Dear Vern,

I have seen war. Made love in the wilderness, rinsed wounds with absinthe, watched friends torn to pieces before dawn. I have seen the best and worst of man, known women and thrown them away. But I had never seen God before I came to Key West.

The drinks have umbrellas in them, Vern.

This island is four miles long. A speck between a cold ocean and a warm, gentle gulf, like life itself a flash between two darknesses. It would be easy to slip back into one of those bodies if I weren’t tethered to a daiquiri on Duval street.

Limitations make us free.

My bungalow has pastel shades of paint with gingerbread trim, louvered shutters, a covered veranda with wood-lattice screens. None of my wives are on this island, that’s nice.

Trade winds rustle the palms. Jorge pours my second daiquiri. I think of getting a lower back tattoo.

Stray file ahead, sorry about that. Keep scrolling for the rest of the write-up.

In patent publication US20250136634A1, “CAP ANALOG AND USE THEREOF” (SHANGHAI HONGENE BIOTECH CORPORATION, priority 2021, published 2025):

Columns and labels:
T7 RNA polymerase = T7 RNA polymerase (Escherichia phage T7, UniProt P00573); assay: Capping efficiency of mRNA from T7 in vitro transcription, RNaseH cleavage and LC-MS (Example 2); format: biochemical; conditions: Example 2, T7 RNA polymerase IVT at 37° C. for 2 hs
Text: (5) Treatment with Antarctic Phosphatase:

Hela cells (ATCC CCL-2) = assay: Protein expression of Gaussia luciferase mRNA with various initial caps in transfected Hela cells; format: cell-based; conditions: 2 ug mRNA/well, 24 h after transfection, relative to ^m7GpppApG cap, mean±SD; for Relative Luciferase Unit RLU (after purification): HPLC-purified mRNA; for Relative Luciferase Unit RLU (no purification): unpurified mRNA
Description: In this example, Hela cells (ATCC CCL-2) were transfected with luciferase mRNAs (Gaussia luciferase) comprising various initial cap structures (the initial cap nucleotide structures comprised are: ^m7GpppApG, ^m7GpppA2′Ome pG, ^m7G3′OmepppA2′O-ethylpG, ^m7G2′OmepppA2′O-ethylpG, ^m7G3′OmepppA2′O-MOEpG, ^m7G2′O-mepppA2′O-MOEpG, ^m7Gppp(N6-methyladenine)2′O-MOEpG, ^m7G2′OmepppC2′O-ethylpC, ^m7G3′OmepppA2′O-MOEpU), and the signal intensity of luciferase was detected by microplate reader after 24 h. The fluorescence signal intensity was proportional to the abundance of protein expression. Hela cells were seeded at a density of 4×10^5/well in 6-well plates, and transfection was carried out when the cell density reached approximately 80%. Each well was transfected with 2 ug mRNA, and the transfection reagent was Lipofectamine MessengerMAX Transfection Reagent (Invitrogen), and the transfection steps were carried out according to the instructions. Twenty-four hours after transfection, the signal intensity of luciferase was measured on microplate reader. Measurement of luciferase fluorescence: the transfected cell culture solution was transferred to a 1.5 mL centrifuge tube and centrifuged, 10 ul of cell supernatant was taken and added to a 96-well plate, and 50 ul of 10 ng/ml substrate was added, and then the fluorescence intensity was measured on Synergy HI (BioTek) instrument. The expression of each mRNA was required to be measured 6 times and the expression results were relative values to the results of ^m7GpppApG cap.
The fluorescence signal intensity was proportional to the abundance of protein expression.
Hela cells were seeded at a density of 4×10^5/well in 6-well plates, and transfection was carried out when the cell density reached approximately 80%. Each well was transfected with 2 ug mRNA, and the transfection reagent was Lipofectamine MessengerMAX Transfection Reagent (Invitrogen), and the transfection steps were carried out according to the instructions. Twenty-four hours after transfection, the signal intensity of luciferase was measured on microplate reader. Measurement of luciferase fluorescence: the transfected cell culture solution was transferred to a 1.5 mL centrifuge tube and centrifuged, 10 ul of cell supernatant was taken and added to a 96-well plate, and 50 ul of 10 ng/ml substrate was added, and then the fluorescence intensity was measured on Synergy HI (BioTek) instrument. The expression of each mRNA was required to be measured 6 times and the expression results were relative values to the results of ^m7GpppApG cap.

A man can destroy himself gently in Key West.

In Cuba, Italy, Spain the streets run with blood. A man’s past will always return there, like a coconut thrown drunkenly at the waves. But here I am surrounded by cats. They do not give or receive love.

There are many ways a man can burn. Sunburn, rug burn, razor burn. Now I feel sand between my toes. A natural exfoliant.

I have the feet of a child again, Vern.

Key West is my escape and I dive for it like a bull into a matador’s cape or a fat pink shrimp into cocktail sauce.

Do you know what I mean, Vern?


Hey Vern.

Please water my plants while I am gone. I am never coming back.

The world breaks everyone, and afterward, the tiki bar is open until three.

Loving you has killed me, Vern.

— Ernest